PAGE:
Middle East Trip Strengthens Understanding of Diversity and Faith
Cone Health Foundation President Susan Shumaker joined Board Member Mae Douglas and 36 others for Greensboro’s 2019 Interfaith Study Mission to Israel.
Cone Health Foundation President Susan Shumaker in Israel.
One of my guiding values as president of Cone Health Foundation is a commitment to fostering a deep respect for difference. At last count, there were over 120 first languages and 140 countries of origin represented in our Guilford County Schools. That makes for a diverse community. For Greensboro to continue to flourish, we must do more than simply “tolerate” the beliefs of another but rather seek to understand, embrace, and appreciate the beautiful diverse aspects of diversity and faith. So, when the invitation arrived to be a part of Greensboro’s 2019 Interfaith Study Mission to Israel, I packed my bags.
National Conference for Community and Justice and Greensboro Jewish Federation have been leading this Mission trip since 1994. Community Foundation of Greater Greensboro became an additional sponsor in 2007. The goal is to strengthen Greensboro by: encouraging people to form relationships across cultures and around the common goals of building community; building trust, respect and understanding of different spiritual and faith backgrounds and experiences while being together; promoting cooperative activities in the community following the Mission; and helping participants gain greater understanding of the complex issues pertaining to the Middle East today and apply those to Greensboro.
John Swaine, CEO International Civil Rights Center and Museum and Mae Douglas, Cone Health Foundation Board Member were part of Interfaith Study Mission trip to Israel.
Thirty-eight travelers, including Mae Douglas, one of Cone Health Foundation’s newest Board members, were part of this immersive experience. We left on a Sunday evening and spent the next ten days absorbing all the contrasts and similarities that make Israel an oasis of religious freedom in the Middle East. We visited a clinic dedicated to improving the quality of pediatric cardiac care for children in developing countries, regardless of the child’s nationality, religion, color, gender or finances.
Save a Child's Heart
Parents and children at the Legacy Heritage Children’s Home of Save a Child’s Heart, located in Holon. Save a Child's Heart and the Wolfson Medical Center have treated over 5,000 children suffering from congenital and rheumatic heart disease. The children come from 59 countries where adequate medical care is simply unavailable.
In Tel Aviv, we met the principal of the Bialik-Rogozin School, a school that welcomes all children regardless of immigration status. In this school, refugees and children of migrant workers, come with little or no education at all, and are integrated into Israeli society through special education programs. In 2011, Strangers No More, a film about the school, won the Oscar for Best Short Documentary.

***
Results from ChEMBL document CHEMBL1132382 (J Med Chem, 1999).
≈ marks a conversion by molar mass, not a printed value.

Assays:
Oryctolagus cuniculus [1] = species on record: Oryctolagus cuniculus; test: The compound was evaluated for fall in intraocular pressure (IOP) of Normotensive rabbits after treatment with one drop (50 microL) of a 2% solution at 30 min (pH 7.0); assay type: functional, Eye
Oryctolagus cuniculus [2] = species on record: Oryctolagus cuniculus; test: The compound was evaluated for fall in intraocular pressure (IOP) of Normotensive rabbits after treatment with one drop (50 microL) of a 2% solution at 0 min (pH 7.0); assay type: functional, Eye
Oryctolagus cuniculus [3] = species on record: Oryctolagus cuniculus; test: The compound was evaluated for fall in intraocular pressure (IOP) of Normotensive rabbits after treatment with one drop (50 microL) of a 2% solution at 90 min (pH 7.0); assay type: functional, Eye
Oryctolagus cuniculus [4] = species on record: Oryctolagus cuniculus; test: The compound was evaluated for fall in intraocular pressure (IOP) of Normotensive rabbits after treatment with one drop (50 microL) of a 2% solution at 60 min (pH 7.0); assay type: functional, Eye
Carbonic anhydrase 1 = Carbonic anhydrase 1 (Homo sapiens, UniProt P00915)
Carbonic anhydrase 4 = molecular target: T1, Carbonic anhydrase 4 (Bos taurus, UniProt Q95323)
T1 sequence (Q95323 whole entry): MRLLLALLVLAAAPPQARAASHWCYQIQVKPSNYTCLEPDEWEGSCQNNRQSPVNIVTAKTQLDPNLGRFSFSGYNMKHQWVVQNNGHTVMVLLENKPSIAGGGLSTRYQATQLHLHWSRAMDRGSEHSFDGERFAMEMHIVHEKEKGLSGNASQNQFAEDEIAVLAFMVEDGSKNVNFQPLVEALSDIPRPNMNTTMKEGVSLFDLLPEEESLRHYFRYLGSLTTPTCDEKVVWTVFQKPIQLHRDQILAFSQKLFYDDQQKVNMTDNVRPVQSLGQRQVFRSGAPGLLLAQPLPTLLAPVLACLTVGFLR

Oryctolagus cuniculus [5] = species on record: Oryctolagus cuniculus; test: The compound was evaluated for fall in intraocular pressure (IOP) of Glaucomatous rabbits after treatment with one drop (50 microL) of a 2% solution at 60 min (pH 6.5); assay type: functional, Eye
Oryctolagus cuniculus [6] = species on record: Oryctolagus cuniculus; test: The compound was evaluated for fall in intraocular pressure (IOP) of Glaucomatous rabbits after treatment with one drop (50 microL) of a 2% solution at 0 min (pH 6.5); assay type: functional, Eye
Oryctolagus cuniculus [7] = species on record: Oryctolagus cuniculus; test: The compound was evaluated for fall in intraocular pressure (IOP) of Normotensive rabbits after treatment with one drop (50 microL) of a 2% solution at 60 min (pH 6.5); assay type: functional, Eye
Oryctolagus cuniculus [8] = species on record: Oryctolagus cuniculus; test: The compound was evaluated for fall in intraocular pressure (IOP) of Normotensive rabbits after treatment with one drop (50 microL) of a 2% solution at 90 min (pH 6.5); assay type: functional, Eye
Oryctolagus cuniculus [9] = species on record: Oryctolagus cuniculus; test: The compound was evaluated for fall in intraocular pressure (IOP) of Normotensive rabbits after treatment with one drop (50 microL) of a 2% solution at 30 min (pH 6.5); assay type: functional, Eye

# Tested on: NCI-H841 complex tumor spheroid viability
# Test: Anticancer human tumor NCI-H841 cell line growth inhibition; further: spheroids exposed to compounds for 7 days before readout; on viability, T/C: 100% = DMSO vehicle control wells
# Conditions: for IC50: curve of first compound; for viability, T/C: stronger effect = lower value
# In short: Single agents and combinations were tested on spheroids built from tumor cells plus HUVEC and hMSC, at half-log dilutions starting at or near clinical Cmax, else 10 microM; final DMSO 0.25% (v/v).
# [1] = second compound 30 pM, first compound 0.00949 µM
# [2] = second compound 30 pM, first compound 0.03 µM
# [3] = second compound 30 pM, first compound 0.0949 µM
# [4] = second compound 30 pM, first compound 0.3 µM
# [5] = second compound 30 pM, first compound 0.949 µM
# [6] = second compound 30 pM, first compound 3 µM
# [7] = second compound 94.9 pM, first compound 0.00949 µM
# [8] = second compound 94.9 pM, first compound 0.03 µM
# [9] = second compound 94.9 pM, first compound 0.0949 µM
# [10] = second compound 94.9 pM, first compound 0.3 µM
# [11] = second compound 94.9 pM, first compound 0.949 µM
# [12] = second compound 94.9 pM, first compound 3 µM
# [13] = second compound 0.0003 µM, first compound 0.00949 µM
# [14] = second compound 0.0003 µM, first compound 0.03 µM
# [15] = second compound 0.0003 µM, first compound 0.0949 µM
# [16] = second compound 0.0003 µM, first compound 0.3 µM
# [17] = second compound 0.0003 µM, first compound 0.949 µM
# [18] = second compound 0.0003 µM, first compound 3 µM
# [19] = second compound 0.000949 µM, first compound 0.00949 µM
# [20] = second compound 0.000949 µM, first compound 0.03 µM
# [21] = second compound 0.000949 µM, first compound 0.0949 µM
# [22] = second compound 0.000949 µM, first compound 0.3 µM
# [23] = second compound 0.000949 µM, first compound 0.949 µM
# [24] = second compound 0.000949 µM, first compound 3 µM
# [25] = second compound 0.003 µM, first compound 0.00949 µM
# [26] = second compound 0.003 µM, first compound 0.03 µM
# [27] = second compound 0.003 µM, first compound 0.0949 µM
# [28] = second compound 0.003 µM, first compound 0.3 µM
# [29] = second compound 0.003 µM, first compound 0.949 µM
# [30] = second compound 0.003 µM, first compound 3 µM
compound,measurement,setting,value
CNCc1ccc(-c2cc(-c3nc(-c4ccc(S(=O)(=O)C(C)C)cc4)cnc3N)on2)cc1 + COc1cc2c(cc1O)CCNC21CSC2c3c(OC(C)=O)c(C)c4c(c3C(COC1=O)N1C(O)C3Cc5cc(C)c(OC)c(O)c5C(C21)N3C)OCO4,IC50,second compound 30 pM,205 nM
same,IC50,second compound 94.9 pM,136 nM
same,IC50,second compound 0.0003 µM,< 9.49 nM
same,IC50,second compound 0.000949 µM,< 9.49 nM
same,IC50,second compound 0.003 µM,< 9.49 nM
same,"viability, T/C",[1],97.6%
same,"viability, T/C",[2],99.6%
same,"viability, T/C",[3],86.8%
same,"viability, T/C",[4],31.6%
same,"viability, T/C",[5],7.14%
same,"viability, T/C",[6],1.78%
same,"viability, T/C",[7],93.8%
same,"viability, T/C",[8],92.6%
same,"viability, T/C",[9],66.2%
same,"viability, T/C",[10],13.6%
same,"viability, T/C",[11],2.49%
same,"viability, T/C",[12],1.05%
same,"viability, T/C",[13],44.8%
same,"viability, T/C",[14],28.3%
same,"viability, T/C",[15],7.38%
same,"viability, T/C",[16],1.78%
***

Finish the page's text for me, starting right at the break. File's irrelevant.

The importance of the Land of Israel is not limited to Judaism, it is also the place where Christianity was born, and contains many locations of great spiritual significance to Judaism, Christianity, and Islam. Our conversations at those sites were steeped in the complexity of relationships among Israel’s diverse ethnic and religious populations.
Western Wall or "Wailing Wall"
The Western Wall or “Wailing Wall” is the most religious site in the world for Jewish people. It is located in the Old City of Jerusalem. Thousands of people come to the wall every year to visit and recite prayers. The prayers are either spoken or written down and placed in the cracks of the wall. The wall is divided into two sections, one area for males and the other for females.
I could go on but, as we watched the sunset over the Sea of Galilee, it occurred to me that in this country of contrasts, great similarities exist as well. As I understand it, most people of faith come together through the common value of compassion for all people. Those commonalities and distinctions between faiths can powerfully address deep moral and ethical issues of scarcity of resources, the equality gap and justice, and the environment. Foundations are not only an important audience for these messages, they can also play an important role in addressing these issues in Greensboro.
Travel changes us. History is important and so is the sacredness of all faiths while honoring our common humanity. I am grateful to be on a journey to create a deeper sense of understanding, compassion, appreciation and tolerance for everyone that transcends race, gender, sexual orientation and religion – join me?
Skyline of the city of Jerusalem
Tara Sandercock (far left), Senior Vice President, Community Foundation of Greater Greensboro has co-led the Interfaith Mission trip since 2007. Tara is pictured with fellow travelers, Ida Hinson and Gail LeBauer.
Masada (Hebrew for fortress) is an ancient stone fortress in Israel, located above the Dead Sea on a tall, rocky mesa. It is an Israeli national park and a UNESCO World Heritage Site, the 840-acre complex holds well-preserved ruins attesting to the history of the ancient kingdom of Israel.